Actinopterygii (ray-finned fishes) > Perciformes
(Perch-likes) > Serranidae
(Sea basses: groupers and fairy basslets) > Epinephelinae
Etymology: Epinephelus: Greek, epinephelos = cloudy (Ref. 45335).
Environment / Climate / Range
Marine; reef-associated; depth range 8 - 300 m (Ref. 27000), usually ? - 50 m (Ref. 5222). Subtropical; 54°N - 43°S, 65°W - 58°E (Ref. 5222)
Length at first maturity / Size / Weight / Age
Maturity: Lm 47.0  range ? - ? cm
Max length : 150 cm TL male/unsexed; (Ref. 12382); max. published weight: 60.0 kg (Ref. 5222); max. reported age: 50 years (Ref. 12382)
soft rays: 8. Distinguished by the following characteristics: head and body dark reddish brown or greyish dorsally, usually yellowish gold ventrally; irregular white, pale greenish yellow or silvery grey blotches usually visible on the body and head and mostly arranged in vertical series; more or less distinct black maxillary streak; dark brown median fins; distal edge of anal and caudal fins, often also pectoral fins, narrowly white; pelvic fins blackish distally; pectoral fins dark reddish brown or grey; margin of spinous dorsal fin and basal part of the paired fins often golden yellow; head length 2.3-2.5 in SL; convex interorbital area; rounded preopercle, finely serrate, serrae at angle slightly enlarged; smooth subopercle and interopercle; eye diameter greater than or subequal to interorbital width in fish 10-30 cm SL, less than interorbital in fish over 40 cm SL; posterior and anterior nostrils subequal or posterior nostril slightly larger; maxilla naked, reaching to or slightly past vertical at rear edge of eye; 2-4 rows of subequal teeth on midlateral part of lower jaw (Ref. 89707).
East and Southwest Atlantic and Western Indian Ocean: East Atlantic: throughout the Mediterranean Sea, and from the southern Bay of Biscaye to southern tip of Africa. Stray specimens reported from the British Isles, and eastern English Channel (Normandy, France; Ref. 92236). Southwest Atlantic: southeastern Brazil, Uruguay, and Argentina. Western Indian Ocean: from tip of Africa to southern Mozambique and southern Madagascar. Reported from Oman and La Reunion I.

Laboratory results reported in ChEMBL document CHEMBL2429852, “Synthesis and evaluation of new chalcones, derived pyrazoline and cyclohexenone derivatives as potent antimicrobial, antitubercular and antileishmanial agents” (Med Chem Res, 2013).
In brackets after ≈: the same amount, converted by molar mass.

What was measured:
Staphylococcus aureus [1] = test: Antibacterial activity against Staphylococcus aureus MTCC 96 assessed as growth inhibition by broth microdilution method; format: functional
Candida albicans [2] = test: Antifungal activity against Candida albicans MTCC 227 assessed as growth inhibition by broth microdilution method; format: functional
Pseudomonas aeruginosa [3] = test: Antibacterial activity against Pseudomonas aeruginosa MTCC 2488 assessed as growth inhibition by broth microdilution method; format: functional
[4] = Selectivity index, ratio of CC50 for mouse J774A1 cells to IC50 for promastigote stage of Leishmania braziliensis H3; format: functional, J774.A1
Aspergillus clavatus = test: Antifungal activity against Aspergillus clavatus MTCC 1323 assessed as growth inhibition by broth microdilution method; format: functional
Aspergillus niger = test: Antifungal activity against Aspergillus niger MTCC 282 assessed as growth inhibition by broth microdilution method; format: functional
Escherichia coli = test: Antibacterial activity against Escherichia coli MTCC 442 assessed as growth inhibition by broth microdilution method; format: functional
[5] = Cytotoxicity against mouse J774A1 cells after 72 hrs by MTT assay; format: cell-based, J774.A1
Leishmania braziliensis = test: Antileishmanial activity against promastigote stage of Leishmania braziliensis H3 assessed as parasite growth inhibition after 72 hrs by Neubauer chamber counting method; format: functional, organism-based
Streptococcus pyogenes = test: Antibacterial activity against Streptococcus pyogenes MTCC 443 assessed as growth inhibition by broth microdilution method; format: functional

Adults prefer rocky bottoms (Ref. 5222), are solitary and territorial (Ref. 12382). Juveniles are found closer to shore (Ref. 48605) in rocky tidal pools (Ref. 48609). Mainly feed on crabs and octopi; larger individuals feed on a greater proportion of fishes, the majority of which are reef-associated species (Ref. 6842). A protogynous hermaphrodite (Ref. 55367). Mature individuals form spawning aggregations (Ref. 55367). Utilized as a food fish (Ref. 171). Readily caught by anglers (Ref. 5222). Not adapted well in an aquarium (Ref. 12382).
Heemstra, P.C. and J.E. Randall, 1993. FAO Species Catalogue. Vol. 16. Groupers of the world (family Serranidae, subfamily Epinephelinae). An annotated and illustrated catalogue of the grouper, rockcod, hind, coral grouper and lyretail species known to date. Rome: FAO. FAO Fish. Synop. 125(16):382 p.
IUCN Red List Status (Ref. 90363)
CITES (Ref. 94142)
Threat to humans
Fisheries: highly commercial; gamefish: yes
Estimates of some properties based on empirical models
Phylogenetic diversity index (Ref. 82805
= 0.5000 [Uniqueness, from 0.5 = low to 2.0 = high].
Bayesian length-weight: a=0.01122 (0.00758 - 0.01662), b=3.06 (2.94 - 3.18), based on LWR estimates for species & Genus-BS (Ref. 93245
Trophic Level (Ref. 69278
): 3.7 ±0.6 se; Based on diet studies.
Resilience (Ref. 69278
): Low, minimum population doubling time 4.5 - 14 years (K=0.03-0.09; tmax=50; tm=5).
Vulnerability (Ref. 59153
): High to very high vulnerability (72 of 100) .